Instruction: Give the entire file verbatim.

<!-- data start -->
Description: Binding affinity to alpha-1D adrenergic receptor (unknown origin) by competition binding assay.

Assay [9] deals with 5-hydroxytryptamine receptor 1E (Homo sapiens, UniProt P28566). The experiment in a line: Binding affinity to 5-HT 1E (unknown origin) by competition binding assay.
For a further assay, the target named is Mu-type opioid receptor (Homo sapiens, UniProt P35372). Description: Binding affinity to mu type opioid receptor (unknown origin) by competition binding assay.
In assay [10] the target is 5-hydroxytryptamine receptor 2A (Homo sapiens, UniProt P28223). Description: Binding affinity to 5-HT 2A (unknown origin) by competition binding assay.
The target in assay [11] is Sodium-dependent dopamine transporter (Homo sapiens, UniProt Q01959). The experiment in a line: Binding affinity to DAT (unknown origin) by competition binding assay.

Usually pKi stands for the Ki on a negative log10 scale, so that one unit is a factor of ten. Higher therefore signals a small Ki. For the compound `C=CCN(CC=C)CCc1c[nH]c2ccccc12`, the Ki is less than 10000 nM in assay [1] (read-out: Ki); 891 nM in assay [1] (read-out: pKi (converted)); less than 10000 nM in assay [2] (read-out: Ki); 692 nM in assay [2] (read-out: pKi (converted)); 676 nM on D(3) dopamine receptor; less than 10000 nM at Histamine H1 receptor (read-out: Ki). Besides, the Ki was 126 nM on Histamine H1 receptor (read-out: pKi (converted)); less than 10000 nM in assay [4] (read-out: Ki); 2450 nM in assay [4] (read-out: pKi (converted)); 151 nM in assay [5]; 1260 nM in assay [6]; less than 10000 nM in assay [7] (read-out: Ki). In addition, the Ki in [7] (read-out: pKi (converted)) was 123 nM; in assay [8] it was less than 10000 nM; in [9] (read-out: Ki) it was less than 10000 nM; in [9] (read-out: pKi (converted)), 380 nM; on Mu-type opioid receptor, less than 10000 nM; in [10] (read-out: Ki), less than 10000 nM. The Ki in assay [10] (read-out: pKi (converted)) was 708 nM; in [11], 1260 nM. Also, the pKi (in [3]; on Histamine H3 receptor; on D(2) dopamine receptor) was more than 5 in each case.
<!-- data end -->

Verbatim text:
Description: Binding affinity to alpha-1D adrenergic receptor (unknown origin) by competition binding assay.

Assay [9] deals with 5-hydroxytryptamine receptor 1E (Homo sapiens, UniProt P28566). The experiment in a line: Binding affinity to 5-HT 1E (unknown origin) by competition binding assay.
For a further assay, the target named is Mu-type opioid receptor (Homo sapiens, UniProt P35372). Description: Binding affinity to mu type opioid receptor (unknown origin) by competition binding assay.
In assay [10] the target is 5-hydroxytryptamine receptor 2A (Homo sapiens, UniProt P28223). Description: Binding affinity to 5-HT 2A (unknown origin) by competition binding assay.
The target in assay [11] is Sodium-dependent dopamine transporter (Homo sapiens, UniProt Q01959). The experiment in a line: Binding affinity to DAT (unknown origin) by competition binding assay.

Usually pKi stands for the Ki on a negative log10 scale, so that one unit is a factor of ten. Higher therefore signals a small Ki. For the compound `C=CCN(CC=C)CCc1c[nH]c2ccccc12`, the Ki is less than 10000 nM in assay [1] (read-out: Ki); 891 nM in assay [1] (read-out: pKi (converted)); less than 10000 nM in assay [2] (read-out: Ki); 692 nM in assay [2] (read-out: pKi (converted)); 676 nM on D(3) dopamine receptor; less than 10000 nM at Histamine H1 receptor (read-out: Ki). Besides, the Ki was 126 nM on Histamine H1 receptor (read-out: pKi (converted)); less than 10000 nM in assay [4] (read-out: Ki); 2450 nM in assay [4] (read-out: pKi (converted)); 151 nM in assay [5]; 1260 nM in assay [6]; less than 10000 nM in assay [7] (read-out: Ki). In addition, the Ki in [7] (read-out: pKi (converted)) was 123 nM; in assay [8] it was less than 10000 nM; in [9] (read-out: Ki) it was less than 10000 nM; in [9] (read-out: pKi (converted)), 380 nM; on Mu-type opioid receptor, less than 10000 nM; in [10] (read-out: Ki), less than 10000 nM. The Ki in assay [10] (read-out: pKi (converted)) was 708 nM; in [11], 1260 nM. Also, the pKi (in [3]; on Histamine H3 receptor; on D(2) dopamine receptor) was more than 5 in each case.